Charlie Emmert’s intrinsic creativity and natural ability to link color with emotion perfectly complements her dexterity and enthusiasm for the paint and brush. The Iowa born artist has demonstrated, with the unveiling of her recent work, that she can fuse thought and feeling in the studio to produce paintings of stunning originality.
“Albert Einstein Number 3,” is a captivating and somewhat abstract portrayal of the brilliant thinker. It is the most recent in a series of portraits aspiring to capture the essence of Einstein’s character, his unique appearance, and explosive intellect. The painting clearly communicates Emmert’s belief that all of her work should possess “content, meaning, and expressive form.” She acknowledges Einstein’s scientific achievement with a solid red disk in the bottom left-hand corner of the canvas. The disk represents a solar eclipse, the natural phenomenon that provided proof for Einstein’s groundbreaking theories. The orientation of the disk in the space separating the edge of the canvas and the cropped red bars address the subject’s exceptional ability to think outside the box.
Emmert’s skill as a colorist has always been the focal component of her expressionistic portraiture. “Color,” says Emmert, “corresponds to the complexity of life.” In “Einstein Number 3” we see the artist looking at earlier works in the series to choose a predominantly blue and white palette. The colors suggest guilt and remorse, feelings that plagued Einstein after working with the U. S. to fabricate the Atomic Bomb. With touches of somewhat arbitrary color to the face and hair, Emmert was able to create a balanced and aesthetically pleasing image, which commemorates the most brilliant icon of the 20th century.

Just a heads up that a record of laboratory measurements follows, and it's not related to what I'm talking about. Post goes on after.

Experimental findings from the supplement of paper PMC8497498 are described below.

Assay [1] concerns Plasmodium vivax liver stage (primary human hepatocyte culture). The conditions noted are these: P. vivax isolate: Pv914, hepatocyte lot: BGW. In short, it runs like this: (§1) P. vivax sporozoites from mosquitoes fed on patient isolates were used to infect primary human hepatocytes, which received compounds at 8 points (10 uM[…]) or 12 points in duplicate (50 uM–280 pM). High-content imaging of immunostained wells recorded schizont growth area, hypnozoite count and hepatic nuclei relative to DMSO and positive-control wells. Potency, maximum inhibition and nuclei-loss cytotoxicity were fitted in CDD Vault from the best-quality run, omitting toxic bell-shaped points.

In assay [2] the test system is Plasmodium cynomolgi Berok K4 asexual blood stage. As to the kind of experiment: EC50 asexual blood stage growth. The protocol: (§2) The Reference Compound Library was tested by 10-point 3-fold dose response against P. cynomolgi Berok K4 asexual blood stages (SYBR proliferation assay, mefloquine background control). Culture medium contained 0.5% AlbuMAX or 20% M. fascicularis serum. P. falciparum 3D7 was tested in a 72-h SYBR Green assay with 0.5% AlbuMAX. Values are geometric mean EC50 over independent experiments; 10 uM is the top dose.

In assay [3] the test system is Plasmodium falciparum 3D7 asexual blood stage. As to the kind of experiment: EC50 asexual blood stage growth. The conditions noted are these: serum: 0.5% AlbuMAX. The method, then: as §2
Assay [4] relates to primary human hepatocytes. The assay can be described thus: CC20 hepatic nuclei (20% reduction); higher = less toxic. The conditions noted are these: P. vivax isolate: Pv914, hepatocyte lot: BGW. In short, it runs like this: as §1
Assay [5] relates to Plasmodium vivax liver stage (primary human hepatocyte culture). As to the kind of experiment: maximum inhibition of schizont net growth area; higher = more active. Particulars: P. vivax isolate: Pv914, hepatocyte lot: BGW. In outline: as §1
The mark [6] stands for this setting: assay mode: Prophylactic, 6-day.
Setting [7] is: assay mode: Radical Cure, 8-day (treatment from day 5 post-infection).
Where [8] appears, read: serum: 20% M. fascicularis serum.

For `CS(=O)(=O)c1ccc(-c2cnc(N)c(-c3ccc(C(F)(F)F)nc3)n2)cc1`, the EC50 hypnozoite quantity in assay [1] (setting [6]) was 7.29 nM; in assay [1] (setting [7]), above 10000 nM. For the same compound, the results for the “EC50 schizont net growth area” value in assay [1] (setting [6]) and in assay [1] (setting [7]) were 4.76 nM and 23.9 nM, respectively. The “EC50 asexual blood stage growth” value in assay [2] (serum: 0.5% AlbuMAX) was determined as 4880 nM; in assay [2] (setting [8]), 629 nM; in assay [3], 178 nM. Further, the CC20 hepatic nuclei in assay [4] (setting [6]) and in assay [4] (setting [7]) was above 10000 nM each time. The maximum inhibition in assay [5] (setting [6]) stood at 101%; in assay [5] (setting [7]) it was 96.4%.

Emmert’s enthralling portraiture, always appealing to the eye, is generally bold and colorful. They are visually attractive but also are compelling psychological portraits, intimating the inner life of the subject. The preliminary sketch on a fresh canvas, done entirely with the brush, lays the foundation for numerous layers of paint. The layered pigment, often applied with the palette knife, creates texture, contrast, and depth. This can be seen in Emmert’s distinctive rendering of the artist Frida Kahlo. In this painting, Emmert constructs a fictive space, which separates her subject from the aura-like background. “Frida’s image is carefully placed within the painted frame for intimate viewing.” Points out art historian David Heffner, Ph. D. “Clearly there is an intimate connection between the artist and her subject.”
Charlie Emmert’s recent works showcase her ability to layer and manipulate paint. She communicates with vibrant color in place of words what she considers to be the true essence of her subject. Her innovative approach to portraiture publicizes her potential to be a significant artist in the future and reveals her eagerness to be working in the studio.
Charlie has had numerous one-person shows and has participated in various group shows. Her work is in private and public collections. The Faust Gallery in Scottsdale, Arizona carries her work, and the West Valley Art Museum will feature her work in a one-person show in March of 2007.